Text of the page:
Yes, my Lords, they can. The Promoters can ask to call witnesses for their side at the interview. For example, in this case the county medical officer of health would probably he there, and would be called and heard, if appropriate and if necessary. Undoubtedly, yes.

Now, my Lords, there is no precedent for this clause, as the noble Lord, Lord Taylor, rightly said, and in all cases where clauses are unprecedented then, at the interview, I am particularly careful to inquire into the clause concerned. There is machinery in your Lordships' House, with which I will not trouble you to-night, by which we know exactly how many precedents there are for every clause in every Private Bill. I could produce whole tables of figures if I wanted to; but for this clause there is no precedent, and the mere fact that it is unprecedented switches on the red light, if I may use that expression, and I would in any event—and I would emphasise "in any event"—ask the Promoters to justify (that is the magic word) this clause, and would then see whether they could justify it. Argument would then follow, and most likely the Promoters would show cause why this clause should be passed into law.

There would then be further argument, probably, and if the representative of the appropriate Government Department (in this case, I think it would be the Ministry of Health) had reported against the Bill—I do not know what the Department are going to say in this case; I have no idea; I have not seen any report yet; it is too early—then he also would be heard, and, of course, the written report on the clause would be available at the interview. So the noble Lord need have no fear, and the House need have none, either, but that even if this Motion were not passed to-night, this clause would certainly be examined.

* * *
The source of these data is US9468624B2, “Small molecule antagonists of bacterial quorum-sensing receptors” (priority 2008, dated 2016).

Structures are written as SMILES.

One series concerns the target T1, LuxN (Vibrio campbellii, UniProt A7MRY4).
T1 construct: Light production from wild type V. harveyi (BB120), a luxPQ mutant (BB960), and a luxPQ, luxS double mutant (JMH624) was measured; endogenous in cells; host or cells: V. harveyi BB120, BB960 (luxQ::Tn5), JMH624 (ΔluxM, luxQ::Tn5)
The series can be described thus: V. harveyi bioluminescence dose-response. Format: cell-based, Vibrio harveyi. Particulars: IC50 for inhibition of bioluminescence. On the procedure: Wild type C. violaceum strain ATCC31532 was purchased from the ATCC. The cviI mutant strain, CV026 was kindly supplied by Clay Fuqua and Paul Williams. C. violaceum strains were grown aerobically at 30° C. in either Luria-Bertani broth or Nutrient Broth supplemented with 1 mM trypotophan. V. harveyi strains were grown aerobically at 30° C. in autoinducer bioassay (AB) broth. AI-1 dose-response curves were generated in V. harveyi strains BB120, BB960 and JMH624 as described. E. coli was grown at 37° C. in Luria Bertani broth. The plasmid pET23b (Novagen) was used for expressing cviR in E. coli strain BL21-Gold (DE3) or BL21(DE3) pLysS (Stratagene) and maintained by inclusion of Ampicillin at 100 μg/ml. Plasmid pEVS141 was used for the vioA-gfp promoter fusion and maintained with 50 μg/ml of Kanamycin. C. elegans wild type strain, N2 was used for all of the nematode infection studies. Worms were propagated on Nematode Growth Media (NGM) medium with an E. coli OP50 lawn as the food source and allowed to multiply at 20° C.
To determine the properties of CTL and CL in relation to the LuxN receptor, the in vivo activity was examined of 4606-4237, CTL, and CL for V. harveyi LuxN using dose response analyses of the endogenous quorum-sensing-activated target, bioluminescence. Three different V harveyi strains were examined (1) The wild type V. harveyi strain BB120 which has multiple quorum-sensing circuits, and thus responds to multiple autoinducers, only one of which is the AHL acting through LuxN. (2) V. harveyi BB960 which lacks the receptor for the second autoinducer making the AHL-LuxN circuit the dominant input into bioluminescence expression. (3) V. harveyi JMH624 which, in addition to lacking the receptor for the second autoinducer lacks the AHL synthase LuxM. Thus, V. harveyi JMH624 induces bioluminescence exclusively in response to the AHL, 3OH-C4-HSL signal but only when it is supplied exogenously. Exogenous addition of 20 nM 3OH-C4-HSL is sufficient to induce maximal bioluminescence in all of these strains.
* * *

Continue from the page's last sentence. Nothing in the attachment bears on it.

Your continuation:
Now, if the Instruction is passed, what difference will there be? Clause 69 would then go upstairs merely because this Bill is opposed; and therefore there would be a Select Committee—unless, of course, the other Petitions were withdrawn. The mere fact that there would be a Select Committee indicates that the appropriate Committee to deal with this clause would be that Committee. So there is a change in the procedure which would be effected by the passing of this Motion; but that is, I think, the only change that it would effect. The Committee upstairs, having dealt with the clauses which were opposed by the four Petitioners, would then proceed to look at this clause.

One difficulty is that they would be obliged to do so ex parte, by which I mean that there would be counsel for one side but no counsel for the other. In that respect, the procedure would be different from what it is on the opposed clauses, where there are counsel for the Promoters and counsel for the Petitioners. Here, there would be counsel for the Promoters but no counsel for the Petitioners, because there are not any. Incidentally, may I just remind the House that this clause could have been opposed, but has not been? I suppose there are bodies or persons in the country who could have opposed this clause had they wished to, because all the proper notices are sent to every possible interested party. So the Committee upstairs would examine this clause, but would have to do so ex parte.


My Lords, may I ask the noble Lord one question on this? In doing so, would the Committee have regard to the remarks which are made here in the Chamber? Because that is the vital question so far as we are concerned: that the Promoters should be examined on the points which we have raised, or are raising, this evening.